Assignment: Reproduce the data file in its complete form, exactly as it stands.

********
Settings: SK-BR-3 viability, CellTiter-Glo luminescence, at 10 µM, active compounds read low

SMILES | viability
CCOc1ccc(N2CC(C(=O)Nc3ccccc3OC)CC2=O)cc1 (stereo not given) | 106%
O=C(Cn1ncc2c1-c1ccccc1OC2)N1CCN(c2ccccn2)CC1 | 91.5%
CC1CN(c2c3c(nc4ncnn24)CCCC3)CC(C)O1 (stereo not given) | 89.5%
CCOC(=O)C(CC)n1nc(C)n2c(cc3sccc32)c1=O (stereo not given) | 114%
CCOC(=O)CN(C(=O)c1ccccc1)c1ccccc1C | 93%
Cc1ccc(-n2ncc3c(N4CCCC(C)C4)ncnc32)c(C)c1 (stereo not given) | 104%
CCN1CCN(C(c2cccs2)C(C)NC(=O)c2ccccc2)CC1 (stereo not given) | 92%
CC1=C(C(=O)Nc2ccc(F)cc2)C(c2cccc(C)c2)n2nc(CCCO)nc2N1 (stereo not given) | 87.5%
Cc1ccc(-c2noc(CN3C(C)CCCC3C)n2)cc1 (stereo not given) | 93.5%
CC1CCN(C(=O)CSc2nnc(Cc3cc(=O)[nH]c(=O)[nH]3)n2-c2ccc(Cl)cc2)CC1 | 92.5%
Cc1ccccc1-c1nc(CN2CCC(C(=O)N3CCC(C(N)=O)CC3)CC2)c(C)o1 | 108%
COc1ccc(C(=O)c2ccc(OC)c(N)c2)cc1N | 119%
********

Settings: SK-BR-3 viability, CellTiter-Glo luminescence, at 10 µM, active compounds read low

SMILES | viability
CCOc1ccc(N2CC(C(=O)Nc3ccccc3OC)CC2=O)cc1 (stereo not given) | 106%
O=C(Cn1ncc2c1-c1ccccc1OC2)N1CCN(c2ccccn2)CC1 | 91.5%
CC1CN(c2c3c(nc4ncnn24)CCCC3)CC(C)O1 (stereo not given) | 89.5%
CCOC(=O)C(CC)n1nc(C)n2c(cc3sccc32)c1=O (stereo not given) | 114%
CCOC(=O)CN(C(=O)c1ccccc1)c1ccccc1C | 93%
Cc1ccc(-n2ncc3c(N4CCCC(C)C4)ncnc32)c(C)c1 (stereo not given) | 104%
CCN1CCN(C(c2cccs2)C(C)NC(=O)c2ccccc2)CC1 (stereo not given) | 92%
CC1=C(C(=O)Nc2ccc(F)cc2)C(c2cccc(C)c2)n2nc(CCCO)nc2N1 (stereo not given) | 87.5%
Cc1ccc(-c2noc(CN3C(C)CCCC3C)n2)cc1 (stereo not given) | 93.5%
CC1CCN(C(=O)CSc2nnc(Cc3cc(=O)[nH]c(=O)[nH]3)n2-c2ccc(Cl)cc2)CC1 | 92.5%
Cc1ccccc1-c1nc(CN2CCC(C(=O)N3CCC(C(N)=O)CC3)CC2)c(C)o1 | 108%
COc1ccc(C(=O)c2ccc(OC)c(N)c2)cc1N | 119%